Awesome! Looking forward to it!
I finally left DLSR and went for an M9 and now am waiting on my Summarit f1.5, based mostly on your flower photos which are quite unique. Really looking forward to using it. SO a big thanks for your hard work in producing these pieces
Thanks Phil and congrats on your M9! I still miss the M9 colours. (See my YouTube for more lens reviews/ references).
Thanks Matt,. The lens arrived and am really pleased with the soft bokeh at the lower f stops. I’ll get out on the street and see how it goes in the early evening ref flare.
Thanks Philip, i’m happy to hear that you like the bokeh. I have a new video coming hopefully tonight that includes this vs. Zeiss. You might be interested.
Hi, I bought one, you just sold one, these prices going up pretty fast.
Looked interesting, and some reasenable offers.
I really like what you did with these lens. It can be prettty modern, if you shoot something modern.
like your first picture. I don’t zap to 1950.
But if you want you can still get some Hitchcock sort of vibe out of It.
It’s different with the summar I have. That’s a time machine. Especially on film.
It can be very intimate. If one makes the right use of it.
I use a Bessa R2, have Leica III but It’s much comfortable using the Bessa. 🙂
This one has pretty nice bokeh, haven’t tested it against some chaotic background with highlights.
But a mess of color, well It’s a blanket full of squares on a sofa, being a real mess and a lot of stuff in it.
The lens made It pretty smooth, for sush on old lens. Lot’s of them blur It pretty nervous, so It draws attention.
I have a set of R rom lenses, bought the 80mm, the 80mm was quit expensive.
I found then …
But It looked better then the 85L 1.2 and the nicest u could find was 1500.
For portrait I had been using the Contax G 45mm on film, and a Summicron R on a 5D mkII.
Seemed I wasn’t really into bokeh pics, and just prefered the 50mm focal lenght for portraiture.
I got the VM 50mm 1.5 Nokton, with the bessamatic/ultramatic type of focus ring.
It works very well on Sony, It’s sharp wide open, keeping it more vintage.
But can get very sharp more closed down, good for landscape or stylized fashion.
The Nokton is also better with artificial light, lcd, led, and daylight and I got some artefacts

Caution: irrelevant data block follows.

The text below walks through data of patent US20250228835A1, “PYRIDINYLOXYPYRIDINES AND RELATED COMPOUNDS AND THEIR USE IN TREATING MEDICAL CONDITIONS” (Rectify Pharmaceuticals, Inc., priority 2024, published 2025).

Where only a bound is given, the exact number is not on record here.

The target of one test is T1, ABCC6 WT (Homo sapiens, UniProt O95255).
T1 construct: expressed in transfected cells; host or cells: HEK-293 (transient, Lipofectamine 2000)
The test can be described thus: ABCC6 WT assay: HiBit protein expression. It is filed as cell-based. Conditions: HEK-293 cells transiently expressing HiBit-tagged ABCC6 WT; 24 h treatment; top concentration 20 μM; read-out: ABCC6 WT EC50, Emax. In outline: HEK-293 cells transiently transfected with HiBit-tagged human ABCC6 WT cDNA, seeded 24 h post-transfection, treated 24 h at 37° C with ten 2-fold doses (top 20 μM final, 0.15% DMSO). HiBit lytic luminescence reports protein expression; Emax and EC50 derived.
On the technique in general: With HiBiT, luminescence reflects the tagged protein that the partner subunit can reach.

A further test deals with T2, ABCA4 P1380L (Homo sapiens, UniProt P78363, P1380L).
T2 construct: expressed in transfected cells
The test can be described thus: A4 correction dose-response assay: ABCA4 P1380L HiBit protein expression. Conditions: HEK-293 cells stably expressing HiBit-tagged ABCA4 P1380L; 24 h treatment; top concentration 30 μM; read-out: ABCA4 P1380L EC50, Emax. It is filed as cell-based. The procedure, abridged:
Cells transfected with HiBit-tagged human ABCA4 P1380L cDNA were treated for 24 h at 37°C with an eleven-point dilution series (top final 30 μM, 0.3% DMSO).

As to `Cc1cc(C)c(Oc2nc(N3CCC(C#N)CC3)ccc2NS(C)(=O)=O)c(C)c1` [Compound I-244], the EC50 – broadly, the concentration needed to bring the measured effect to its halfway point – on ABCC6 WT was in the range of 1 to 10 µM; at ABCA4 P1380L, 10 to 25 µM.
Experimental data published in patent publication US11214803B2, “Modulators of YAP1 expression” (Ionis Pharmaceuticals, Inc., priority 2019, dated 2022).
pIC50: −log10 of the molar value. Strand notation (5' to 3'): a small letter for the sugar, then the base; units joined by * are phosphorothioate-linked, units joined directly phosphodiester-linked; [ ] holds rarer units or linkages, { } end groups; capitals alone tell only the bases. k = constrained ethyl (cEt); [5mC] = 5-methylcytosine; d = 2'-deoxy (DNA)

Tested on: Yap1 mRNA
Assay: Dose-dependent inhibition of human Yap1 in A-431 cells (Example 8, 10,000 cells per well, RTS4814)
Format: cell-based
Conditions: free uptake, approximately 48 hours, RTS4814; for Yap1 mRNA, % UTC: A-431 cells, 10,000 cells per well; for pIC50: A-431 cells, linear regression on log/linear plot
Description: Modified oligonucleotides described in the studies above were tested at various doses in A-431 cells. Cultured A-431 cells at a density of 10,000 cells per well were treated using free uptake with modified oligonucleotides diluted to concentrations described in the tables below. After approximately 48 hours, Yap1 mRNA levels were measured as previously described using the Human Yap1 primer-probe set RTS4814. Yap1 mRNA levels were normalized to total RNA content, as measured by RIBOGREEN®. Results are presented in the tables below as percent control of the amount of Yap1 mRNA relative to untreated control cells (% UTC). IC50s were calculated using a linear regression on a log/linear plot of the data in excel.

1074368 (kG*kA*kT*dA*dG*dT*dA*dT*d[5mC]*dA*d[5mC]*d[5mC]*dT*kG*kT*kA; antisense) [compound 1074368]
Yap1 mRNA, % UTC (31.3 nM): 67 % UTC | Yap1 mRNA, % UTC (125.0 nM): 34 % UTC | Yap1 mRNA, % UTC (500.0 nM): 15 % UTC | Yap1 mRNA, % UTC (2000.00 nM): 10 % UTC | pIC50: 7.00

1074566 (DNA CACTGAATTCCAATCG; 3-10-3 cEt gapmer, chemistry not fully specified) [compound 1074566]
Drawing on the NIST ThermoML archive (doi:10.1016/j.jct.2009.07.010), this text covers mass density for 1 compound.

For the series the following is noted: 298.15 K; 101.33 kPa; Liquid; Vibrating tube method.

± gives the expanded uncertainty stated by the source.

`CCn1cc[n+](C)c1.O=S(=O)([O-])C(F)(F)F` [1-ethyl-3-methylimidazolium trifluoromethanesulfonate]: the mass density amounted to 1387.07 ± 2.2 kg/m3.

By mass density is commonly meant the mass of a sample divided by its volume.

more modern lenses wouldn’t have.
Same with the 80mm lux R, but I prefer that one more for still life, product photo.
Or the Makro Planar 100mm but those are very heavy. And the R lenses have the price of a car now.
I don’t take them out anymore.
I go landscaping a lot. So have the G90 adapted to the Sony. 45 and 28 also focus.
Think the 45 is is also on the sharp site and It doesn’t have the best bokeh, on film It’s very nice.
I bought this one, for when the Nokton gets to sharp, this one could be more pleasing.
Think there is a little corner smearing in the Sony’s. If you want corner to corner sharpness with this lens.
U need an M or modded filter stack. V lenses do very well on Sony.
Also saw your sonnar vid, but I would prefer the new one I think.
Or something Jena, Jupiter, etc … even cheaper, and they won’t be going up in prices that fast.
Only a lot of them good sellers are in Ukraine.
Also have 4 50’s in DKL mount 2 schneiders and the Septon and another voigtlander.
The Jena 75 1.5 but that’s a heavy one. Also getting pricey.
Glad I still have one, pretty cheap, glass is perfect, but some visable signs of use. Not much.
Just a lot chiller to use. My R glass is mint. Don’t wan’t more lenses that are like jewelry.
I shoot MF Pentax 645 film and digital heavy. And bought the Fuji four a smaller set up.
The Fuji lenses are ok,but don’t really wow me. Pentax is heavy but the largest prints I make are 150cm h x 100 w.
40/50 mp and you see the details from 5 cm away If you really want to.
Leica gave me the M9 when It was new, didn’t really like the ergonomics.
Did like the S. See them sometimes cheaper than a 645D.
I really liked that, just not the 3/2 and the price at that moment.
Thanks and sorry I missed this one. Great to hear about all your gear! I still have my original Summarit 50 1.5. I did get it cleaned last year for less hazy look. I use R lenses too, see my big R lenses blog post. I don’t have the 80 though! Yes Noktons can be nice for sure. Happy shooting!